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How to avoid loneliness in lockdown for older people

 loneliness over 50s

Lockdown due to the coronavirus pandemic has been going on for a short while now, and with so many of us cut off from our family, friends and familiar routines, the emotional toll shouldn't be underestimated. In a recent survey of our users, 37% said they were concerned about their mental health during lockdown. Feeling lonely is natural, especially if you’re living by yourself. But rest assured, gransnetters have lots of advice on how to cope with isolation during the coronavirus outbreak.

Read more coronavirus advice here...


Staying in touch 

lurkers weekThough it can feel difficult, it’s essential to keep in touch with your wider social network. Ring family and friends to see how they are - now is an important time to look out for each other. You might want to set up WhatApp groups with friends or neighbours. If you’re living alone and are in need of a vent, now might be the time to master WhatsApp voice notes. The Gransnet forums are a great place to share advice, support and humour, and make new friends. Don’t forget about old friends too - considering everyone is likely to be stuck at home all day soon, now is a great time to catch up with friends you haven’t spoken to in years. Every cloud!

Structure your day 

loneliness coronavirus Experts have advised that a sense of structure is an essential tool for helping stave off loneliness during isolation. Waking and going to sleep at the same time can be helpful for feeling like you have structure. The World Health Organisation has advised that a good way to keep on top of anxiety and stress is to check the news only twice a day, at set times. Planning regular phone calls with friends, family or neighbours can be essential to creating a sense of purpose and maintaining communities. 


If you're able to exercise, this can be a great help with mental health. Some of the users on our forums are understandably concerned about the loss of endorphins while we're shut indoors. Thankfully, when it comes to exercise, the internet is your friend. There are many online resources that can be really helpful including the NHS online exercise studio, and our guide to home exercise - including loads of workouts you can try and an exercise video of the day, each weekday at 10am. 

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Who's most at risk of social isolation and loneliness 

Firstly, if you feel that you are seriously at risk of mental health problems there are several helplines that you can call for emotional support including:

  • Samaritans (116 123)
  • Silver Line (0800 470 80 90)

Specialist mental health helplines include:

  • Rethink (0300 5000 927)
  • Mind (0300 123 3393)

Mutual-Aid groups are being set up all around the country too, where local residents organise themselves to help vulnerable people. If you think you could benefit, or that you could help, visit their website for guidance.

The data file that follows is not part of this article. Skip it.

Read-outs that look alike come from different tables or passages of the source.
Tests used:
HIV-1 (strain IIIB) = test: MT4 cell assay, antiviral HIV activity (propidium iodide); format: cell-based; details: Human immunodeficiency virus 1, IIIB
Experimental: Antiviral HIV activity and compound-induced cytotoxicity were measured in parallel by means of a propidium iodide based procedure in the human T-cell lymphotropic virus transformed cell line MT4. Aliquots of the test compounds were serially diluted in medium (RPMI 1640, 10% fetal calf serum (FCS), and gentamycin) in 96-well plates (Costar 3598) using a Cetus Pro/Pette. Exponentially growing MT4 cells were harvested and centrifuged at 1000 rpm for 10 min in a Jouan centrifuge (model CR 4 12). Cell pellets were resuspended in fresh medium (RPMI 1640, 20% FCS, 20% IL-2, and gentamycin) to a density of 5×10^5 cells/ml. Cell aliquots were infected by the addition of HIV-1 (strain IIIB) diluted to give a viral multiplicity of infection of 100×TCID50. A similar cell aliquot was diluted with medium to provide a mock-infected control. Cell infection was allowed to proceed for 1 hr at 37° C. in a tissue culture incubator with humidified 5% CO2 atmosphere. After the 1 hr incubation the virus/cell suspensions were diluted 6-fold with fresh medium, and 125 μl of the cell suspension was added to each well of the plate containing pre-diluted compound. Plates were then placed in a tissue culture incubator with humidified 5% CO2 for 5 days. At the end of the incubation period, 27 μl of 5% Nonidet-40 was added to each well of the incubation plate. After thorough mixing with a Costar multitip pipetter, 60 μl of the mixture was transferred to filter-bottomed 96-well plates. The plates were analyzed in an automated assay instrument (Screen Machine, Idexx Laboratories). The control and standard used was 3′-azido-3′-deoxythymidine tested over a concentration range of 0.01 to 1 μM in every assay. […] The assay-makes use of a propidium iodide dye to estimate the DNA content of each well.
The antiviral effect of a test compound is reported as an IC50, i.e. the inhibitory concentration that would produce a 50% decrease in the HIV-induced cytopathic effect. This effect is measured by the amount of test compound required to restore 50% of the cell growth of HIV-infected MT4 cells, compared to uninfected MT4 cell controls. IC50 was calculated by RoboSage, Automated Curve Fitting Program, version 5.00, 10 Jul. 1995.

If you know someone who you think is at risk, there are some great practical steps you can take. We all know people who need our support. Although it’s harder than usual to make contact with people who need it, it can still be done. Now is a good time to contact people who you know who are living alone. If you have elderly neighbours who are self-isolating, you might want to let them know they can pass on your phone number to their children or relatives, if their family would be reassured by having direct contact with someone else on their street. 

lurkers week  

Keeping in touch with grandchildren 

One of the most difficult things for lots of grandparents is not being sure when they will next see their grandchildren. Our gransnetters have some lovely ideas for what you can do to keep in touch with your grandkids while self-isolating. 

"I'm going to send pictures to colour in and maybe some ideas for things to make and do, songs, poems, recipes."

"I have a whole box of 'rainy day activities' which I used to collect when my kids were small - pages cut from magazines, backs of cereal packets, little puzzle books and so on."

"For grandson in the US, post takes ages, so I will also be making video files. I thought I'd start with a Blue Peter type origami demonstration, folding a paper aeroplane for him to try out."


Get creative 

Rather than pressuring yourself to finally write that novel - instead embrace creativity for creativity's sake, and try out some fun new hobbies. The Mind website recommends lots of activities which could help with feelings of loneliness. Their suggestions include: arts and crafts, such as drawing, painting, collage, sewing, craft kits, or upcycling, gardening, colouring, mindfulness, playing musical instruments, singing or listening to music, writing, yoga, and meditation.

"Knitting, crochet, papier mache, colouring, growing veg, creating greetings cards...so many things to do!

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